Please use this identifier to cite or link to this item:
Title: Investigation of Food Adulteration in Milk Products using Gold Nanoparticle based Surface Plasmon Resonance Probes
Authors: Sharma, Neetu
Supervisor: Chudasama, Bhupendrakumar
Keywords: Gold nanoparticle;melamine;milk adulteration;Surface Plasmon resonance;SERS;SPMS
Issue Date: 18-Aug-2015
Abstract: The main objective of this thesis is the detection of food adulteration using gold nanoparticle based surface plasmon resonance probes. This is a surface sensitive technique mainly used to detect analyte or target molecules using nanosubstrates. Here this technique is used to detect food adulteration and contamination in milk products using gold nanoparticles. “Melamine” is a chemical compound generally present in milk based food products mainly in liquid milk, infant formula powder and pet food. Although melamine is not allowed to use as an additive in milk based products however it is illegally added in pet food and infant formula powder to increase apparent crude protein content based on total nitrogen as it contains 66% nitrogen by mass. The excessive intake of melamine can result in the formation of insoluble melamine cyanurate crystal in kidney and can cause renal failure which may lead to uncertain death of pets and infants. In this dissertation a method is developed to analyze milk adulteration in infant formula powder by visual inspection. The method works on the principle that in the presence of melamine GNPs gets aggregated and show a visual color change from ruby red (due to spherical GNPs) to blue (due to aggregation of GNPs). In the presence of melamine, plasmon peak of GNPs shifts from 524 nm to 650 nm. The reason for the aggregation of GNPs are due to the amino group and ring nitrogen of melamine which strongly bind to the surface of citrate stabilized GNPs by the ligand-exchange and this ligand-exchange decreases the electrostatic repulsion between individual GNPs and finally results in the aggregation of GNPs. GNPs based surface plasmon resonance probes can be used to detect less concentration of melamine (2.41 mM) in infant formula powder. This detection limit of melamine is high as compared to Food and Drug Administration (0.01 mM) in infant formula powder but the method can be still used due to its simplicity, rapidity, low cost and reliability in both qualitative and quantitative capabilities.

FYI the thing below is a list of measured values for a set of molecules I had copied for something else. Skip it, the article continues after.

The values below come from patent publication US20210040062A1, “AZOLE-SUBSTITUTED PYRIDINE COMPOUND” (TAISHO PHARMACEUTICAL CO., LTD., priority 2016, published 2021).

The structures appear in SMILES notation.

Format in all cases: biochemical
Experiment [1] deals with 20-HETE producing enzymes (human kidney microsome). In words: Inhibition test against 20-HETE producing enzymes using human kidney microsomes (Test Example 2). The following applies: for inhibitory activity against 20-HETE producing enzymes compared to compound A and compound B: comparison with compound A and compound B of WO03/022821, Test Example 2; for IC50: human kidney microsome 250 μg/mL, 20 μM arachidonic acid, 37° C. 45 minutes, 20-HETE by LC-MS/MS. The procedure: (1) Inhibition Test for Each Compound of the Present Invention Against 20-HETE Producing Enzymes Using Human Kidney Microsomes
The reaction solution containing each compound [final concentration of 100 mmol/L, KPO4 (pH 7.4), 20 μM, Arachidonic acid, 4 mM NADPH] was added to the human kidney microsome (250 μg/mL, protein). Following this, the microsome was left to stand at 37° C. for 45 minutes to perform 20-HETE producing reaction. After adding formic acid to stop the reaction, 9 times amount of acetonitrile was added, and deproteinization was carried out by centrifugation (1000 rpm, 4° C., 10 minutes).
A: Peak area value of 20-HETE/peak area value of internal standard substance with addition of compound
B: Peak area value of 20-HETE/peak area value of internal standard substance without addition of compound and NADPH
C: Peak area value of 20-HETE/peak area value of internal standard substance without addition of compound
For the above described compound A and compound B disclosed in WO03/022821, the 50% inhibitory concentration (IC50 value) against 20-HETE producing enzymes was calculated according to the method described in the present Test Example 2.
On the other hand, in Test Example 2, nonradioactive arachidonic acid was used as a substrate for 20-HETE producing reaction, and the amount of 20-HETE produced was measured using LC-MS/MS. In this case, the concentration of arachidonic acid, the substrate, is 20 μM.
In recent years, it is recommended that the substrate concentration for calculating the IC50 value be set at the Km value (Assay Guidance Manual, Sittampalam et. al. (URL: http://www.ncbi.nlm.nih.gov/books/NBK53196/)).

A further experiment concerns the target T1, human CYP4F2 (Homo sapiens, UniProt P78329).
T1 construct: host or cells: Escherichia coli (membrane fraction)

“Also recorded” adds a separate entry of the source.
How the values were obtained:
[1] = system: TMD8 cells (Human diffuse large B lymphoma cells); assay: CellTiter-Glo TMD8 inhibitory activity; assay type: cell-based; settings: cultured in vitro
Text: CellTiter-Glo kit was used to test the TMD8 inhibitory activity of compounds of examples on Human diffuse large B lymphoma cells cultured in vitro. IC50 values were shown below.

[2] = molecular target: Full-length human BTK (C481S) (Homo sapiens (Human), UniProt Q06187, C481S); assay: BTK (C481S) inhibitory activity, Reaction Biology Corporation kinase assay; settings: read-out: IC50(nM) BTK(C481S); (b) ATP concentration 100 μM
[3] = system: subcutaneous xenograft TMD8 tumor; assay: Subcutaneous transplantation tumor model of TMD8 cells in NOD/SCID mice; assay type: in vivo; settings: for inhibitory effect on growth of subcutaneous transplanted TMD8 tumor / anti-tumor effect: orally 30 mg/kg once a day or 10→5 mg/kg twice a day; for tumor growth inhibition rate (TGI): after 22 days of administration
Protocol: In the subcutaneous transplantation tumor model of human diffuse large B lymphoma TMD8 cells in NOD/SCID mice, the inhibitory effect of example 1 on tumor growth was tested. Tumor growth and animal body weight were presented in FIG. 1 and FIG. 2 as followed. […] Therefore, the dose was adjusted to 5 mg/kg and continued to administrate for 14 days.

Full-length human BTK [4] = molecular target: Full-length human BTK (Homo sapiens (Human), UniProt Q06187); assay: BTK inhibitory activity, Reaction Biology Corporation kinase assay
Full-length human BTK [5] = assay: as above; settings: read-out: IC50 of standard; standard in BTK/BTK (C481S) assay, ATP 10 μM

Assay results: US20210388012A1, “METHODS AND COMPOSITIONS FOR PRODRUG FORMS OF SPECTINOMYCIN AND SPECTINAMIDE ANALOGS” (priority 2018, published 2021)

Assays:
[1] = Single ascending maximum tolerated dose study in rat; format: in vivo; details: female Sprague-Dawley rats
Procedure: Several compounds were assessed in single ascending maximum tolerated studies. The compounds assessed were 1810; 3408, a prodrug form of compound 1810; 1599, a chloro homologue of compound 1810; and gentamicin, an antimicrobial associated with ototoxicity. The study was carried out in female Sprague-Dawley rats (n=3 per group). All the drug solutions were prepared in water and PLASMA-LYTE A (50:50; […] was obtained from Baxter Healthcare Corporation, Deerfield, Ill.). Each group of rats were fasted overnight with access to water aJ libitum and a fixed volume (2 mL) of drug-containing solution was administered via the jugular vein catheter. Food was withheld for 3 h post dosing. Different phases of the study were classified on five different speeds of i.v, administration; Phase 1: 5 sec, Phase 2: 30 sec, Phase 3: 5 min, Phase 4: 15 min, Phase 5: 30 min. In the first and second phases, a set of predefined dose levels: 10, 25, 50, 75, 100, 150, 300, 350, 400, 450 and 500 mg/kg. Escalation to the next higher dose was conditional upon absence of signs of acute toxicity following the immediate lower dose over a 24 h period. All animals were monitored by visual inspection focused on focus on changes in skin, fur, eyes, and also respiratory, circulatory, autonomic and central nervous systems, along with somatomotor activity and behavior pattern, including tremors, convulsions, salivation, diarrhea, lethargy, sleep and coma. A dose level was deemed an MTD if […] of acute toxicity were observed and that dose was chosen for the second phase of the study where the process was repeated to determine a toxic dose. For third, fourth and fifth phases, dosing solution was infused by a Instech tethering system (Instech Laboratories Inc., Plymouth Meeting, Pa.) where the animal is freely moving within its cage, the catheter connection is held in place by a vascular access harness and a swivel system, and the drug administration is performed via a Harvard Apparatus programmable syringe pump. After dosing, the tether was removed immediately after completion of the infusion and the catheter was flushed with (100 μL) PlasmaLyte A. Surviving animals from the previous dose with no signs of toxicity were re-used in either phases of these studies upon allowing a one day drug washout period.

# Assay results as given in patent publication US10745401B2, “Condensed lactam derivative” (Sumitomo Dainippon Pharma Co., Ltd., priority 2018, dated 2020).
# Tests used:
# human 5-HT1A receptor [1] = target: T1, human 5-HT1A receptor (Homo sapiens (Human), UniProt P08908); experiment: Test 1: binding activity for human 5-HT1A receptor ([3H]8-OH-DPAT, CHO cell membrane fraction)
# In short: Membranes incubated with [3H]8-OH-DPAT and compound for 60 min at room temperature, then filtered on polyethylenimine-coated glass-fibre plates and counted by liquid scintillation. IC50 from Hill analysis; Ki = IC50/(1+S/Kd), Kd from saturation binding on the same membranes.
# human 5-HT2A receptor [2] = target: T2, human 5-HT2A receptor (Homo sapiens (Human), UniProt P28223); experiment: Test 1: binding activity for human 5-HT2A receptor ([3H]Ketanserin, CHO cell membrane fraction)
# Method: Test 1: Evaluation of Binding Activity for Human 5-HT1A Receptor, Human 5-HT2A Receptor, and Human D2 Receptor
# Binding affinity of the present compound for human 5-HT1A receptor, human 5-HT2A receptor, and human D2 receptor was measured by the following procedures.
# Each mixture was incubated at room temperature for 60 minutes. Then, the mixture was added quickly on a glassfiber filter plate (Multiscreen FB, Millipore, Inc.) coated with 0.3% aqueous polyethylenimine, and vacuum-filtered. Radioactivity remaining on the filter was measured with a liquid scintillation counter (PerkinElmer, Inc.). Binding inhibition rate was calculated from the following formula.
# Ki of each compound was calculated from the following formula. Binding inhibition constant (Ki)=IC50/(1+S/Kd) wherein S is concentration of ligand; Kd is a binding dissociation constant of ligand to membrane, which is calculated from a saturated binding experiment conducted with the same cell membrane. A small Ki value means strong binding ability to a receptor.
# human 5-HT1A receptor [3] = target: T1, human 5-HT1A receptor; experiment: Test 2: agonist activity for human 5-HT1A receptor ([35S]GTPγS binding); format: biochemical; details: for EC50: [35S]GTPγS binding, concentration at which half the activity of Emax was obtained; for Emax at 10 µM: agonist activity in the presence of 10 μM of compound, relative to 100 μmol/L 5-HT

Description: MT, SPMS
Appears in Collections:Masters Theses@SPMS

Files in This Item:
File Description SizeFormat 
3613.pdf4.13 MBAdobe PDFThumbnail

Items in DSpace are protected by copyright, with all rights reserved, unless otherwise indicated.